We’re talking about computers & technology in US-REC Study Group. We have chapters to read in Researcher’s Guide to American Genealogy and in The Source, but honestly, I learn more tech tips from my genea-friends than books could ever cover. So, in the spirit of sharing, here are some of the tech tools I use and how I leverage them for genealogy, if that is not their primary purpose.
Online storage: I have a free Dropbox account that I keep filled up with genealogy photos and docs – particularly those that I might want to access on my phone. Then, of course, there is Tonia’s Roots, which could be considered another form of storage as it has a copy of my genealogy database and most photos and images. I’m also moving more and more of my research notes and plans to Evernote, so that I can access them across various devices.
Backup: I’m a little obsessive about backups, because I have lost stuff before and I have worked too hard rebuilding my files to let it happen again. I use Mozy for automatic backs of my entire hard drive. I also make a manual backup from time to time and store it at my office. Oh, and I keep a copy of my RootsMagic file on a flash drive that is almost always with me.
Phone apps: Evernote and Dropbox (see Online storage above); Gedview, which is just a great tool; Scanner Pro (although honestly, I find myself using this more for work than genealogy); and Ancestry. I also have Tonia’s Roots pinned to the screen, so I can access it with one tap.
eBook Reader: Kindle. In addition to traditional genealogy books, I also convert genealogy journals that I receive electronically to Kindle format, so that I can read them on the go.
Tablet computer: Not yet, but there is an iPad in my very near future.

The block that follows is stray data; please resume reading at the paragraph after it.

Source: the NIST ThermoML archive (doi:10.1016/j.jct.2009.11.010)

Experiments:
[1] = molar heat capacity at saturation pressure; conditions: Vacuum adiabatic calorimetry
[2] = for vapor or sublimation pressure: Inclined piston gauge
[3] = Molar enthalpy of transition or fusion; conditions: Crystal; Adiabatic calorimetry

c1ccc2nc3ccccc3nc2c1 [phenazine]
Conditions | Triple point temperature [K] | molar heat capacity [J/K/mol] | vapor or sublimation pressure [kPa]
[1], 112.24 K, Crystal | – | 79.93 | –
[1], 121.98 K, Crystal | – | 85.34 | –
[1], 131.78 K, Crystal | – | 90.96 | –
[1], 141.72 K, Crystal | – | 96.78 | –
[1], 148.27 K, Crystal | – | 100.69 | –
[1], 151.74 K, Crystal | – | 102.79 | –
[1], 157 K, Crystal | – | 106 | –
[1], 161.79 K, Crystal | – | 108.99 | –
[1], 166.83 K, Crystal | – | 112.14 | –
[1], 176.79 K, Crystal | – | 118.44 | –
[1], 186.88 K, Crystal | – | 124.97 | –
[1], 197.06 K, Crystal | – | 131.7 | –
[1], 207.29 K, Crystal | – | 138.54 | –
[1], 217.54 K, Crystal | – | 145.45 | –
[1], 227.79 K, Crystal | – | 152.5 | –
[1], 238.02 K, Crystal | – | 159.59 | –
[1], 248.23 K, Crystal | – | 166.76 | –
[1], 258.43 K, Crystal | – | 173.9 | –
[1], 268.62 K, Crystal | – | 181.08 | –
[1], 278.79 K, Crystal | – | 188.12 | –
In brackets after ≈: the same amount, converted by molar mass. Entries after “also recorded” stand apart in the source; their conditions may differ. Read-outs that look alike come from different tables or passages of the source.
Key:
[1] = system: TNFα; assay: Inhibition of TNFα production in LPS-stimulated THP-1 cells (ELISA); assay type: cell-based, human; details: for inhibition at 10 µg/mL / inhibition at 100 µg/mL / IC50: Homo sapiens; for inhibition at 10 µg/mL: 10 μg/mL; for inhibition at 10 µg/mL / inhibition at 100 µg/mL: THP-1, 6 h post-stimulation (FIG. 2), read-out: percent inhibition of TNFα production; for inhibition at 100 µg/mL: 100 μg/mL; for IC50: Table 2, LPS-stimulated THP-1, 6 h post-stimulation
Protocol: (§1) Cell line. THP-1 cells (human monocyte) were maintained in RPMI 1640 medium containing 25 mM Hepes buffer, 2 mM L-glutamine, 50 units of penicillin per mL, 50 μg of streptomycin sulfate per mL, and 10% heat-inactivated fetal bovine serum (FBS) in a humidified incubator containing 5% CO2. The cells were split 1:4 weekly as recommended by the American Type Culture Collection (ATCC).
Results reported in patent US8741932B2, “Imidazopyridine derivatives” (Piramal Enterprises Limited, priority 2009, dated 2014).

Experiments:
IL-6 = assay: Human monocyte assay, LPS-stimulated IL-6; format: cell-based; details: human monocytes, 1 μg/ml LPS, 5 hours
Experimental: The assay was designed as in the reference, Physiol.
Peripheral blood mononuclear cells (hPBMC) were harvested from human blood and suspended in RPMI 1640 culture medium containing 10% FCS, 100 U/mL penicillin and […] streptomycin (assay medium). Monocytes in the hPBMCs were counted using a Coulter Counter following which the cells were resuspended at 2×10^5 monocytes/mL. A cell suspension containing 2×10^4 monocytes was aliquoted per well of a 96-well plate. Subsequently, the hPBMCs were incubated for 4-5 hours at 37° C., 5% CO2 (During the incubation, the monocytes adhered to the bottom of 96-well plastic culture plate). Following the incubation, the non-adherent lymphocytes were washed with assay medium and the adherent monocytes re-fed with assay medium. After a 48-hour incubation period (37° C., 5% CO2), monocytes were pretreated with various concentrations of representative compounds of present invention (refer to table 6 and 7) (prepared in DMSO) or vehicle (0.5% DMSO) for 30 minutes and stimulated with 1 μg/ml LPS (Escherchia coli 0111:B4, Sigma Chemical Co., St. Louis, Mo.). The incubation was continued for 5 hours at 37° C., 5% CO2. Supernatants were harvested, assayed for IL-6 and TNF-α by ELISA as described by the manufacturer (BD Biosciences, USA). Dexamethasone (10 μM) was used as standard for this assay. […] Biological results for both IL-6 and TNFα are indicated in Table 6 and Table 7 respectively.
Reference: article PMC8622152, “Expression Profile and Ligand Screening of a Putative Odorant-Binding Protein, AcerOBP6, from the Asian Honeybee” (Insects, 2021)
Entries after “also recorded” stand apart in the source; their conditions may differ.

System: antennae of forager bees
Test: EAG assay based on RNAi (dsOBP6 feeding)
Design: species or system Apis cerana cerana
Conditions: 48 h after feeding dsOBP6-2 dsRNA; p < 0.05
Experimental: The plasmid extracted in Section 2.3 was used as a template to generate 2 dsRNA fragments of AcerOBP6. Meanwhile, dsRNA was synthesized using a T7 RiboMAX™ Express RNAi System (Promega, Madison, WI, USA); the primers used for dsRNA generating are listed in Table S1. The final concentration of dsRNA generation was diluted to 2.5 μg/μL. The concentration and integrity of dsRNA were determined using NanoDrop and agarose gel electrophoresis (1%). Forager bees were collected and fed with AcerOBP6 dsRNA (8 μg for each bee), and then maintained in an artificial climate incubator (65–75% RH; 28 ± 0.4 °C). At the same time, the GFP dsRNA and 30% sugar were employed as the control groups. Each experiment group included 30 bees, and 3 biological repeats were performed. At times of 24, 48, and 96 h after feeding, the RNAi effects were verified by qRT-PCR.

Text editor/word processor: I use Microsoft Word for traditional word-processing and Notepad++ if I’m doing anything code-related.
Spreadsheet: I use Excel – a lot. Spreadsheets are my go-to resource for anything that needs to be presented in tabular form and especially for information that would be more easily analyzed if it were sorted or filtered.
Downloadable forms: CensusTools – I use a modified version the CensusMate spreadsheets and have used the Census Tracker. Most other downloadable forms I have found are in pdf format, so I usually download forms for ideas and then create my own version in Word, Excel, or OneNote, depending on how I plan to use it.
Screen capture: Windows snipping tool.
Social bookmarking: Diigo is currently my favorite social bookmarking site. I love that I can highlight text when bookmarking.
PDF generator: Bullzip
Podcasts: I love genealogy podcasts! I commute a couple of days a week, so by listening to podcasts, I feel like I haven’t lost those four hours. I listen to the Family Tree Magazine podcast, Genealogy Gems (both free and premium), Genealogy Guys, and have recently added Geneabloggers Radio.
Mailing lists/message boards/online groups: I subscribe to the TNG user group, Rootsmagic user group and Transitional Genealogists mailing lists. I have RSS feeds for the Rootsweb message boards for many of my surnames and ancestral locations. And, of course, the US-REC study group on Facebook.
Online classes/webinars: I have watched several Legacy and FamilySearch webinars and I’ve done some of the online classes available through NGS. I want to watch some of the SCGS webinars, but haven’t worked them into my schedule yet (there is one coming up on February 4 that I really want to see).
Online publishing: WordPress and TNG
This is not an exhaustive list, but I think it covers the main tech tools that I use on a regular basis.
Any suggestions on other things I should try out?